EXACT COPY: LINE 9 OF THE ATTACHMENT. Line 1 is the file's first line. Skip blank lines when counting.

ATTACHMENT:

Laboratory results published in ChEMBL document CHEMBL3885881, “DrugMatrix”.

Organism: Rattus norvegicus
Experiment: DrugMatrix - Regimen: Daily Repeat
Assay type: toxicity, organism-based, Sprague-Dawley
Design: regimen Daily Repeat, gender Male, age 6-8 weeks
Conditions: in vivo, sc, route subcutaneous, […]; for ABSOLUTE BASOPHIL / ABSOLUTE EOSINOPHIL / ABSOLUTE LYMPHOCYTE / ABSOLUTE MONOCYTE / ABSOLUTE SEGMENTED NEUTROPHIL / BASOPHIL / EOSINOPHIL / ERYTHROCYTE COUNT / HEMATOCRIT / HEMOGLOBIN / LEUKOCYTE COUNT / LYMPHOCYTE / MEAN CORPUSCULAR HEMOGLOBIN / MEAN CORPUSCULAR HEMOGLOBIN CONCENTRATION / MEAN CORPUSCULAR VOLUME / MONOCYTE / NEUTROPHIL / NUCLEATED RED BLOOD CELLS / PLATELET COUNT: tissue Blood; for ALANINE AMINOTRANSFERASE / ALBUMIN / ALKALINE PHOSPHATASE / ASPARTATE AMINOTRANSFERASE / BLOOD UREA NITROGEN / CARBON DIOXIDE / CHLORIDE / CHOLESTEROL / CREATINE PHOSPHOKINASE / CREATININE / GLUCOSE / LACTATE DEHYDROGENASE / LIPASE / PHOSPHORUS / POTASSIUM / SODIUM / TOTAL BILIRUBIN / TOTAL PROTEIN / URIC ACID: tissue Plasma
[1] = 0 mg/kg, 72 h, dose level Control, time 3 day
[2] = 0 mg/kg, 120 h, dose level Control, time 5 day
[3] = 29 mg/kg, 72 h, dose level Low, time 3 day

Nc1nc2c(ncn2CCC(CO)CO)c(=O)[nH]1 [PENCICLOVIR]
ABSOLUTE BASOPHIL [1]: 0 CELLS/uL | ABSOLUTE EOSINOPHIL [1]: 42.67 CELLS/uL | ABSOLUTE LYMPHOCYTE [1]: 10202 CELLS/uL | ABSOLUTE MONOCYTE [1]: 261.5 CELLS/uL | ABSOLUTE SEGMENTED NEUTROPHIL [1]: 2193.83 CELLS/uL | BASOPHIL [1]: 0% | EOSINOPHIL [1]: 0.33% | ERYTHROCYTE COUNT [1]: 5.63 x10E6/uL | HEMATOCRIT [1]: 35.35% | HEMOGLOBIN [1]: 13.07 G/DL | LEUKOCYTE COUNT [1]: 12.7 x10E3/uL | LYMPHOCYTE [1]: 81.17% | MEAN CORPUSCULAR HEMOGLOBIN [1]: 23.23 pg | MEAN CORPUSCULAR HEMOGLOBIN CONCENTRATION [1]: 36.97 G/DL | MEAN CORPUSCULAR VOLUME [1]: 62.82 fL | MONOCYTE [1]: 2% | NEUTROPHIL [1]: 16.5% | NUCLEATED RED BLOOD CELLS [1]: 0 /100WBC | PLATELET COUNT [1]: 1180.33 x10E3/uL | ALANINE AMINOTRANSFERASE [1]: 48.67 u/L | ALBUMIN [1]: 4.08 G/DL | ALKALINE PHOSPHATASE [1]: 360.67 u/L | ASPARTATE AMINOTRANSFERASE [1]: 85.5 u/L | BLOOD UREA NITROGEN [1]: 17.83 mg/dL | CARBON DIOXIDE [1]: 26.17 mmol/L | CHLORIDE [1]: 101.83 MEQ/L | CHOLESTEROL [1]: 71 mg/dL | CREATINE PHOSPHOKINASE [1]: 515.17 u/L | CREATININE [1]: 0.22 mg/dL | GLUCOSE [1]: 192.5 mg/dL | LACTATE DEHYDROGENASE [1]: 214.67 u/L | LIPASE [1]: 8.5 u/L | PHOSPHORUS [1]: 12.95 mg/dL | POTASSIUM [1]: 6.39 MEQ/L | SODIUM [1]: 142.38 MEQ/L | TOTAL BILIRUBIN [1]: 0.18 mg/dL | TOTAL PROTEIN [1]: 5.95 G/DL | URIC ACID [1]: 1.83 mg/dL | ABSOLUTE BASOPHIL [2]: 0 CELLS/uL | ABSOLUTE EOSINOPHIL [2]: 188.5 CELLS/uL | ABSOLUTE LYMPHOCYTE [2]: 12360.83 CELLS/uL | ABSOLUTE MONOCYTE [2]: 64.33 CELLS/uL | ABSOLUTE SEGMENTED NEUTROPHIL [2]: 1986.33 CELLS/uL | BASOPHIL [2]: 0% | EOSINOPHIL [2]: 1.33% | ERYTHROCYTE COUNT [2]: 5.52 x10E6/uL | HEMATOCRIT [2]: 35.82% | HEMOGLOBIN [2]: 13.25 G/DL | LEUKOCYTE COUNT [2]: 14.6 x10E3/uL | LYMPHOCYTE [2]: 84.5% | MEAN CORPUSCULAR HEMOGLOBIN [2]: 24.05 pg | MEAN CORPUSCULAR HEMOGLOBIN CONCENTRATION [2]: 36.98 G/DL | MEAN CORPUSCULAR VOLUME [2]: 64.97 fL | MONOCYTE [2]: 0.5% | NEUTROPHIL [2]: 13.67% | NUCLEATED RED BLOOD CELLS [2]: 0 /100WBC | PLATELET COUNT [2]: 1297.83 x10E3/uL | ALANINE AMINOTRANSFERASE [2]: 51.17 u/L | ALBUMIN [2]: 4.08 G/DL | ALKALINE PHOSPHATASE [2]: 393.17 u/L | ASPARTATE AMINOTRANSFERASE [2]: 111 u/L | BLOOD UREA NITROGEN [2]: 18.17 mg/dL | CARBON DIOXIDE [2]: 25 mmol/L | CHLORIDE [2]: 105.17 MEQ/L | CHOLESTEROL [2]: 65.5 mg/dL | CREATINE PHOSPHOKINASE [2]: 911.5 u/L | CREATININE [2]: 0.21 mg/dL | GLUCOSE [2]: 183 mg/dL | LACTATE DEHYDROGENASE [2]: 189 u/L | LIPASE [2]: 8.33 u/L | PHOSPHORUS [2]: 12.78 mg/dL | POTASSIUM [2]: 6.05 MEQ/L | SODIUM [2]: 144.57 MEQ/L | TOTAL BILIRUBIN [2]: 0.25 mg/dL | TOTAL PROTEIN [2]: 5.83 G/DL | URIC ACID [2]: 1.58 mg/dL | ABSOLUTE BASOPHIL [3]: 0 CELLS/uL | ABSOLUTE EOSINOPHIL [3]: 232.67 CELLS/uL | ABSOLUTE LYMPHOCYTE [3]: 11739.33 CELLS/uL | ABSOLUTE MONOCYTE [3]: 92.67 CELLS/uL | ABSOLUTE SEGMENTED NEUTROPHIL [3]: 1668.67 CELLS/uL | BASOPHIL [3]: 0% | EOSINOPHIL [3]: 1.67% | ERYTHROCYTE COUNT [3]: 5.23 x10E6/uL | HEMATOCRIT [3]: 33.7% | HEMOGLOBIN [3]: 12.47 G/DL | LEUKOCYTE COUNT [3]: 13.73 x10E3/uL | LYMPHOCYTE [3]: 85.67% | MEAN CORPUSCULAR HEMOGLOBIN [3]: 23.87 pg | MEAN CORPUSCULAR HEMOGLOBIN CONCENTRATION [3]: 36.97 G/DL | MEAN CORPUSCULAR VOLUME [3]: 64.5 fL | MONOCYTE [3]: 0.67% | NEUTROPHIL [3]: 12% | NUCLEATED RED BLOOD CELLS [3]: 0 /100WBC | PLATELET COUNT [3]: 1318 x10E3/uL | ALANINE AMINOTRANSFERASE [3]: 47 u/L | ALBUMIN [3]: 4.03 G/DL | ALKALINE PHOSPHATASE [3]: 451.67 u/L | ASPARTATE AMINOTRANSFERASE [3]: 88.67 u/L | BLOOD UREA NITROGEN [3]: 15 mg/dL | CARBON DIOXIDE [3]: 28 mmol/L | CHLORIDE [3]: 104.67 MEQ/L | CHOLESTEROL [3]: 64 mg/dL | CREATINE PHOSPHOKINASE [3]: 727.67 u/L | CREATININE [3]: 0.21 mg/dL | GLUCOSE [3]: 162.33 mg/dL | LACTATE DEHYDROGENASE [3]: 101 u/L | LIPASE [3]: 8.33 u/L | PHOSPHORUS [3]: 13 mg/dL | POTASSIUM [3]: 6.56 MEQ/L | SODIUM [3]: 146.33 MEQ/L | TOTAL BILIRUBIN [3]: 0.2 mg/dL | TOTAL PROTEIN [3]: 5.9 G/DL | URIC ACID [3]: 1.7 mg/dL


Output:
[3] = 29 mg/kg, 72 h, dose level Low, time 3 day